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Yarn and Fabric Properties and Processing Performance of Cotton Treated with a Cross-Linking Resin

Ruppenicker, George F., Brown, John J., Hoffman, Milton J.
Textile research journal 1962 v.32 no.6 pp. 516-521
air, bulk density, carding, cotton, crosslinking, fabrics, fiber quality, permeability, textile fibers, yarns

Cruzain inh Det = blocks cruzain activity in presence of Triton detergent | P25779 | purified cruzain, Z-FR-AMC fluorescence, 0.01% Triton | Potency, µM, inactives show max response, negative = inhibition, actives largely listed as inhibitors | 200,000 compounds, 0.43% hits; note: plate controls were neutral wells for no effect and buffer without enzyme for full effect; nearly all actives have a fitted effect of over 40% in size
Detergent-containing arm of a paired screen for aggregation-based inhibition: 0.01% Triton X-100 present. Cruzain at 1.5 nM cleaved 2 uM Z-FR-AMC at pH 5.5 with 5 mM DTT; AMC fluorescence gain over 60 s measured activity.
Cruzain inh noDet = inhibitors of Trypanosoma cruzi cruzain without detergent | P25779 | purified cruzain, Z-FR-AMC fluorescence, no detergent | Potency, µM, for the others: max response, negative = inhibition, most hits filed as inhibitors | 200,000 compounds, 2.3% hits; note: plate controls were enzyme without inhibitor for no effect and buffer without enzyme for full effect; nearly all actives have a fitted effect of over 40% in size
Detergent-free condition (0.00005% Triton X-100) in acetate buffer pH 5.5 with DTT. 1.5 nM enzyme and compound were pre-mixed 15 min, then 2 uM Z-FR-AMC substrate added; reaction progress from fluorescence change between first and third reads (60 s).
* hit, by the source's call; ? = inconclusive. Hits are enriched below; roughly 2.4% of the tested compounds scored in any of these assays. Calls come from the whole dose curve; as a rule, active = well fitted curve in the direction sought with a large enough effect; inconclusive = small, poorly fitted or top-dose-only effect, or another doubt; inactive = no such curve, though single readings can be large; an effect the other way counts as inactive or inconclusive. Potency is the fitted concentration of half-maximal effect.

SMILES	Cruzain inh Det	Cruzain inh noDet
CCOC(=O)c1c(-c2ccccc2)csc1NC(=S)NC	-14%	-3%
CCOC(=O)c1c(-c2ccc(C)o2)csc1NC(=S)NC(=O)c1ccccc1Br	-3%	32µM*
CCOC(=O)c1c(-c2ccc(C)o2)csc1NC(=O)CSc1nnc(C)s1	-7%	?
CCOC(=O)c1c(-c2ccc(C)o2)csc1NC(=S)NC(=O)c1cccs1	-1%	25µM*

Results are reported of an investigation to determine the general processing per formance, in the cotton processing system, of cotton containing various percentages of fibers treated with dimethylol ethyleneurea, and the properties of the resultant yarns and fabrics. The resin-treated cotton was evaluated in 100% form and in blends with scoured cotton. Fabrics woven with filling yarns spun from the 100% treated cotton and the blends, using a common untreated warp, were evaluated for warmth properties in terms of thickness, bulk density, and air permeability. Difficulties were experienced in processing cotton with large percentages of resin- treated fibers due mainly to uneven drafting and the formation of static charges during the carding and drawing operations. Yarns spun from cotton containing resin-treated fibers were progressively weaker. less uniform, and more degraded in appearance as the percentage of resin-treated fibers was increased. Yarn elongation-at-break decreased with the addition of resin-treated fibers, but elongation at loads below the breaking point increased, indicating a relationship between yarn elongation at low loads and yarn bulk. Although experimental fabrics having improved warmth properties were made from yarns composed of 50% or more resin-treated fibers, it was concluded that, with present knowledge, the lower yarn quality and the poor processing performance would make production difficult on a commercial scale.